What Is Greensand Used For? (What It Does For Soil & Plants)


Maybe you have heard about greensand and how it can be used in the garden to improve your harvest.  However, that still leaves the question of when to use it, how to use it, and where it comes from.

So, what is greensand used for?  Greensand is used as a soil additive in gardening.  Greensand improves water retention of soil, since it holds 10 times more moisture than ordinary sand.  Greensand also improves soil texture by loosening up clay soil and binding sandy soil.  Greensand also contains potassium, which is an essential plant nutrient.

Of course, greensand alone is not a proper fertilizer, since it does not contain any nitrogen.  However, you can mix greensand into your soil along with other additives to get a complete and balanced nutrient mix.

In this article, we’ll talk about greensand and what it is used for.  We’ll also take a look at what greensand is and where it comes from.

Let’s get started.

What Is Greensand Used For?

Greensand is used in gardening as a soil additive.  It has many benefits when added to soil, since it contains nutrients and improves water retention and soil structure.

greensand in rock form
Greensand is used in gardening as a soil additive. It contains a good amount of potassium.

Greensand is versatile because it can improve two soil extremes.  It can bind sandy soil (which is naturally loose) or loosen clay soil (which is naturally dense).

Although greensand is not a complete fertilizer, it does have plenty of potassium.  Greensand is often used as a source of potassium in organic gardening.

Greensand releases its potassium slowly, over a period of several years.  So, if your plants need a quick boost of potassium, look elsewhere – the potassium in greensand will not be available to plants all at once.

Greensand also has other applications, including water purification.  It is often used as a filter media in water treatment systems.

The demand for greensand has risen, as a result of its increasing use in both organic gardening and water filtration systems.  The price of greensand has risen accordingly.

What Is Greensand Made Of?

According to the University of Maryland Extension, greensand is a naturally occurring substance.  To be more specific, it is a type of sandstone.

greensand in rock formation
Greensand is a naturally occuring type of sandstone.

Thanks to its micropores, greensand can absorb 10 times as much moisture as regular sand.  In fact, greensand can hold up to 1/3 of its weight in water!

Greensand is an iron-potassium silicate.  In simple terms, this means greensand is a type of sand that also contains iron and potassium.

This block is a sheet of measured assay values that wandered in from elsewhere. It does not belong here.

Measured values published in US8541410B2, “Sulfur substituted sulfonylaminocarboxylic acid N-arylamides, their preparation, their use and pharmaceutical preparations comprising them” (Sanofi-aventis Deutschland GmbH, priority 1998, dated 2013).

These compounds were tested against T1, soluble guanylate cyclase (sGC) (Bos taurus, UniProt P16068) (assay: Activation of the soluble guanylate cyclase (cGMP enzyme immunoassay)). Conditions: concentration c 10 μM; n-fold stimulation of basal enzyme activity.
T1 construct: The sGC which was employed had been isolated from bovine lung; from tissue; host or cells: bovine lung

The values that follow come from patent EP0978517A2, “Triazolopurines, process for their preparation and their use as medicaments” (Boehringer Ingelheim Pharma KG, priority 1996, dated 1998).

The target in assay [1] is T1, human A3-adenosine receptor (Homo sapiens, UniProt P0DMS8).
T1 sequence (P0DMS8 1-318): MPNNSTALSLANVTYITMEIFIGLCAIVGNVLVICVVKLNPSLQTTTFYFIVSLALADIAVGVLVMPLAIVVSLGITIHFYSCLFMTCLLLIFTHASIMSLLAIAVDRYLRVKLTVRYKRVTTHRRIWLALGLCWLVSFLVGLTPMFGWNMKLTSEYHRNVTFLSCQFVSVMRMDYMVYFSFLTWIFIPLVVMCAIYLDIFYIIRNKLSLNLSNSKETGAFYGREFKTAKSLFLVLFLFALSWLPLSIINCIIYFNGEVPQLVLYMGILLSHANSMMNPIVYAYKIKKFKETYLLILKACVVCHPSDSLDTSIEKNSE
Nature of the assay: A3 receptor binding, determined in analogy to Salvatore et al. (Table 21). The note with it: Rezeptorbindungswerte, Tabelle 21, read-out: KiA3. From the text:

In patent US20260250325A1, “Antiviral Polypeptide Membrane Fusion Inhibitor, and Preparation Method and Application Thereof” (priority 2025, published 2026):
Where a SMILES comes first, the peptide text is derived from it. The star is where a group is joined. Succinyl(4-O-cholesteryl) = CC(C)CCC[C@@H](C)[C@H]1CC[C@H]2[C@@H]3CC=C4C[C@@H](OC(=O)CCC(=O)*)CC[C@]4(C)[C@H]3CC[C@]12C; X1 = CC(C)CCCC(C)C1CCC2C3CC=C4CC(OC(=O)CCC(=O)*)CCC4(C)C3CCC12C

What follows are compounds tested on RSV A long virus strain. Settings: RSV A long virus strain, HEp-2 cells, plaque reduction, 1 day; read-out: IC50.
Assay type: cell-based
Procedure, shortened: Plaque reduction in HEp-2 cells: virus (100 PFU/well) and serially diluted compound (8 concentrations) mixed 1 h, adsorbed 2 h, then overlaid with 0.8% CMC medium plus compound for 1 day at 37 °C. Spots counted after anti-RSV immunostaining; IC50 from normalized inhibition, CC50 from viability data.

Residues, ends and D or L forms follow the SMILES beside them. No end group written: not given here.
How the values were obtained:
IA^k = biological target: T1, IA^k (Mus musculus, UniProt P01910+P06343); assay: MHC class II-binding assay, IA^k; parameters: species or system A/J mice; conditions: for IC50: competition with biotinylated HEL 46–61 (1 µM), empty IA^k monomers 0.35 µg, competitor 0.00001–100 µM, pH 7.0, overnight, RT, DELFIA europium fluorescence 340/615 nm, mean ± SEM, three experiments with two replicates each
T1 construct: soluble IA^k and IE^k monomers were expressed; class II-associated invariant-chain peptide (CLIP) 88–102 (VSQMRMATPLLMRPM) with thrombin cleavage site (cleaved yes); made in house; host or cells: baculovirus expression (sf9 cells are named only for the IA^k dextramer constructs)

Greensand also contains other elements (up to 30 others), but it is mainly composed of glauconite.  Glauconite is thought to form in small holes in the shells of sea creatures. 

Why is greensand green?  Well, glauconite is an olive-green colored mineral, which gives greensand its green color and name.

Greensand is slightly acidic, and it releases its water soluble potassium over a period of 4 to 5 years.  Greensand is coarse and often comes in larger pellets like sand (as opposed to fine particles like clay).

Greensand contains the following:

  • Marine Potash (Contains potassium in soluble form, which plants can use for growth.  Potassium is the “K” in NPK.)
  • Silica (Silicon Dioxide, which is found in soil and rock.)
  • Iron (An important trace mineral for plant growth.)
  • Magnesium (An important secondary mineral for plant growth.  A magnesium atom is the central atom in a chlorophyll molecule, which is vital for photosynthesis.)
  • Lime (Also called calcium carbonate.  Calcium is another important secondary mineral for plant growth.  It prevents blossom end rot in tomatoes and peppers.)
  • Up to 30 trace minerals (Small amounts of minerals other than those mentioned above.  These may include phosphoric acid, sulfuric acid, and aluminum).

Greensand NPK

The NPK (nitrogen, phosphorus, and potassium) content of a substance tells you whether it is a good fertilizer or not.  Generally, greensand contains no nitrogen (N) at all, and very little phosphorus (P).

greensand
Greensand contains no nitrogen, but has a little phosphorus and plenty of potassium.
Image courtesy of:
Brocken Inaglory via:
Wikimedia Commons: https://commons.wikimedia.org/wiki/File:
Green_sand_close_up.jpg

However, if greensand is rich in glauconite, it may contain up to 7% potassium by weight.  However, there is a lot of variability in the potassium content of commercial greensand products.

For example, this 0-1-6 greensand from Gardener’s Supply Company contains 6% potassium by weight.  On the other hand, this 0-0-0.2 greensand from Planet Natural contains only 0.2% potassium by weight.

Greensand is expensive, so if you are growing for profit, it might only be suitable for high-value crops.  In that case, you might want to consider buying in bulk to save money.